Captain Cook's Botanist
Today is the anniversary of the death of the British botanist David Nelson.
David served as the botanist on Captain Cook's third South Seas trip; William Bligh was the Sailing Master.
After gathering many new specimens, David spent the bulk of his time caring for over 500 breadfruit plants that Bligh was transporting to the West Indies.
Breadfruit is a reference to the texture of the cooked fruit, which is similar to freshly baked bread. And, breadfruit tastes like potato.
A likable fellow, David had traveled on another expedition with Captain Charles Clerke of the ship Discovery, who said David was "one of the quietest fellows in nature."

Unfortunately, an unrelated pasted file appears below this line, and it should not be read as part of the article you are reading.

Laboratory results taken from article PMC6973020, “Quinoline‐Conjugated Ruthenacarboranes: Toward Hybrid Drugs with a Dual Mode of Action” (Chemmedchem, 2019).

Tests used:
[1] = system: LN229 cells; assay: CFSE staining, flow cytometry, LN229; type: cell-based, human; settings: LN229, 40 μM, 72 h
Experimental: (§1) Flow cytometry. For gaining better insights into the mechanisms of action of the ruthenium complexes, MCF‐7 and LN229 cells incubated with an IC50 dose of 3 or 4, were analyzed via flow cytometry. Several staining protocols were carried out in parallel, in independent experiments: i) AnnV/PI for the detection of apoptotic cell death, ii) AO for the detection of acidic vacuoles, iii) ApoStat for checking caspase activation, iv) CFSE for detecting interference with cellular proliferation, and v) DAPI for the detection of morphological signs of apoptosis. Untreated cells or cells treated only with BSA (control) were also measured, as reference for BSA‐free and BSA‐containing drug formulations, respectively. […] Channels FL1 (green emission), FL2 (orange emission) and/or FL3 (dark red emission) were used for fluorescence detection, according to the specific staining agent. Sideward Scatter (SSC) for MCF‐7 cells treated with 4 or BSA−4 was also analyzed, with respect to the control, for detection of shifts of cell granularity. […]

As you might recall, the Captain Cook expedition suffered a mutiny on April 28, 1789. For his protection, David was kept below deck and under guard.
David decided to go with William Bligh and his followers to Timor. The 3,500-mile voyage was grueling, and David died on this day, just 54 days after the mutiny.
David's death was a blow to Bligh and his crew. To honor this mild man of botany, Bligh conferred full naval honors for his funeral service.
Three years later, Captain Bligh visited Tasmania. He named "Nelson's Hill," the highest point on the island, in David's honor. Today Mount Nelson is the Hobart location of Tasmania University.